Las madres: celebration and grief

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On May 10, mothers across Mexico were honored and celebrated for Día de las Madres. My first day in San Miguel de Allende thirteen years ago was a blazing hot Mother’s Day and it was my first experience of the hustle, bustle and delightful chaos of a Mexican communal celebration; it seemed every resident of the town had left home and settled into the streets, plazas and parks. Children chased each other through the forest of adult legs while the adults chatted, snacked on corn cobs smothered in mayonnaise or fruit doused in lime and chile. The hot air filled with the strains of warbling mariachi trumpets, punctuated with the occasional cluster of cohetes exploding in the hills; slightly different rituals than the Hallmark cards and obligatory family dinners up North.

 

This year, hundreds of mothers gathered on Reforma in Mexico City, holding photos of missing sons and daughters, crying for justice as they marched. They took the streets not to celebrate, but to demand answers and to unite with others in pain. “I want to tell my son, Brandon, that he’s still Mommy’s little Prince, and that until I draw my last breath I will be with him and I will never, ever give up looking for him, that I do it day after day…God bless you my darling son, I love you so much and this love makes me strong, my little gentleman.” This was a letter one of the mothers read to her eight year-old son, who went missing with his father in Coahuila. She is one of thousands; an estimated 27,000 people disappeared during the previous sexenio. Many of their relatives have become nomads, searching the country’s police stations, hospitals, morgues.

Why have so many vanished? In the words of Marcela Turati, a journalist who writes for Proceso and contributed to the book Entre las Cenizas: “There are many theories: to strengthen dwindling cartel armies, to force them to do illegal activities, to traffic their organs, to sell them to the sex trade, to extort money, to rid the country of delinquents…or because they got involved with people they shouldn’t or they were just at the wrong place at the wrong time, or even as a preventive measure to keep them from joining the ranks of an enemy cartel.”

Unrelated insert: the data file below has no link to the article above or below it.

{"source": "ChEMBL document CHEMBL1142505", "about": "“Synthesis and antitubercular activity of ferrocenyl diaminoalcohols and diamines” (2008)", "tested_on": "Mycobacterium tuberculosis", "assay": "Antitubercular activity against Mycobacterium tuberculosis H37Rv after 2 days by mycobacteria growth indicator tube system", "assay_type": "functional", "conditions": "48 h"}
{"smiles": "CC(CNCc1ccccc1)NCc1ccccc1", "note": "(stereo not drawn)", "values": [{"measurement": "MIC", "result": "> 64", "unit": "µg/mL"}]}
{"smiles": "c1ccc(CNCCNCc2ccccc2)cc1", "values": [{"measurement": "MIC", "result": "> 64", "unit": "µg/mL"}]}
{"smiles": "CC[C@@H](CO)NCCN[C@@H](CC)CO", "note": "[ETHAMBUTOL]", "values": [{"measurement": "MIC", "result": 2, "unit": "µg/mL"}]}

The quest for assistance from the authorities is a grim one; many of these bereft mothers, fathers, siblings, cousins have spent years being ignored or ridiculed by the very people who should be looking for their loved ones. While the previous administration attempted to deny that people were disappearing from their homes, from the highways, from their workplaces, the current government acknowledges the tragedy, if only because they can blame it on their predecessors. Recognition does not equate with action however. A group of eight relatives of missing persons started a hunger strike six days ago in Mexico City in front of the offices of the attorney general. Their demand is to have a meeting with President Peña Nieto, the attorney general, the head of the Department of the Interior (SEGOB), and the National Security Commission. A representative from the attorney general’s office visited them yesterday to tell them their strike is pointless and that there will be no meeting with his office. He said it would be better for them to approach the Department of the Interior (SEGOB); in other words, go sit in front of their building so they can shoo you away.

Daniel Zapico, the executive director of Amnesty International in Mexico, spoke to the mothers on Friday, supporting their efforts. “You deserve justice, you deserve the truth, to know what has happened, and not have the government deny this reality…[They have] said good things, but that’s not enough while there is still even one person missing.”

 

Sources:

Proceso, Madres del 10 de mayo (May 10) and Madres con hijos desaparecidos marchan (May 10)

Animal Político, “No vamos a desistir” señalan madres en huelga de hambre (May 13)

Entre las Cenizas, Marcela Turati and Daniela Rea